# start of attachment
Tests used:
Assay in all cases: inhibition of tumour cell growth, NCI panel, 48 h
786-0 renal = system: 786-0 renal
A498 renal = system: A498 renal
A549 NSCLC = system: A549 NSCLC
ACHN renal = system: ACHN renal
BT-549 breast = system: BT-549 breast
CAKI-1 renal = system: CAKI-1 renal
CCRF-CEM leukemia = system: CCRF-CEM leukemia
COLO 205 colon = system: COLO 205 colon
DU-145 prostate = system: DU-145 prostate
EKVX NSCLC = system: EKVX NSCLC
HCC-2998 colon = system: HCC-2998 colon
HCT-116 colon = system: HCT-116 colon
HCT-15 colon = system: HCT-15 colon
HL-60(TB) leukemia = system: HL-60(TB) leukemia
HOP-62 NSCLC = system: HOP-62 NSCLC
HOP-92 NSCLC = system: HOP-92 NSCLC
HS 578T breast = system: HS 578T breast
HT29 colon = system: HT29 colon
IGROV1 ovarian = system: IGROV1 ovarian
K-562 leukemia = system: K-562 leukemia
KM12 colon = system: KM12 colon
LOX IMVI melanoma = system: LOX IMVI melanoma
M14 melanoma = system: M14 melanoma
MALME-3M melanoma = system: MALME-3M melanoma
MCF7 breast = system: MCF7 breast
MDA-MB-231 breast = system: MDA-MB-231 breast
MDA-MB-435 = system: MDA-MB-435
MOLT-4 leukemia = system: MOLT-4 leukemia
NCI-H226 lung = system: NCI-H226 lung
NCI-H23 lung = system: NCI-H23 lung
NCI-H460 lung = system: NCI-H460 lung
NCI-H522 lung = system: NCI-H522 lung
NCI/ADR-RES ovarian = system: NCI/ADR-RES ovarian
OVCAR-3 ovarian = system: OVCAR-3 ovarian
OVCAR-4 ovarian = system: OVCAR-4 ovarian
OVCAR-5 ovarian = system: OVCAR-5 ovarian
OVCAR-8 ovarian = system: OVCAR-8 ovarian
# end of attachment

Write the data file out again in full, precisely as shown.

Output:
Tests used:
Assay in all cases: inhibition of tumour cell growth, NCI panel, 48 h
786-0 renal = system: 786-0 renal
A498 renal = system: A498 renal
A549 NSCLC = system: A549 NSCLC
ACHN renal = system: ACHN renal
BT-549 breast = system: BT-549 breast
CAKI-1 renal = system: CAKI-1 renal
CCRF-CEM leukemia = system: CCRF-CEM leukemia
COLO 205 colon = system: COLO 205 colon
DU-145 prostate = system: DU-145 prostate
EKVX NSCLC = system: EKVX NSCLC
HCC-2998 colon = system: HCC-2998 colon
HCT-116 colon = system: HCT-116 colon
HCT-15 colon = system: HCT-15 colon
HL-60(TB) leukemia = system: HL-60(TB) leukemia
HOP-62 NSCLC = system: HOP-62 NSCLC
HOP-92 NSCLC = system: HOP-92 NSCLC
HS 578T breast = system: HS 578T breast
HT29 colon = system: HT29 colon
IGROV1 ovarian = system: IGROV1 ovarian
K-562 leukemia = system: K-562 leukemia
KM12 colon = system: KM12 colon
LOX IMVI melanoma = system: LOX IMVI melanoma
M14 melanoma = system: M14 melanoma
MALME-3M melanoma = system: MALME-3M melanoma
MCF7 breast = system: MCF7 breast
MDA-MB-231 breast = system: MDA-MB-231 breast
MDA-MB-435 = system: MDA-MB-435
MOLT-4 leukemia = system: MOLT-4 leukemia
NCI-H226 lung = system: NCI-H226 lung
NCI-H23 lung = system: NCI-H23 lung
NCI-H460 lung = system: NCI-H460 lung
NCI-H522 lung = system: NCI-H522 lung
NCI/ADR-RES ovarian = system: NCI/ADR-RES ovarian
OVCAR-3 ovarian = system: OVCAR-3 ovarian
OVCAR-4 ovarian = system: OVCAR-4 ovarian
OVCAR-5 ovarian = system: OVCAR-5 ovarian
OVCAR-8 ovarian = system: OVCAR-8 ovarian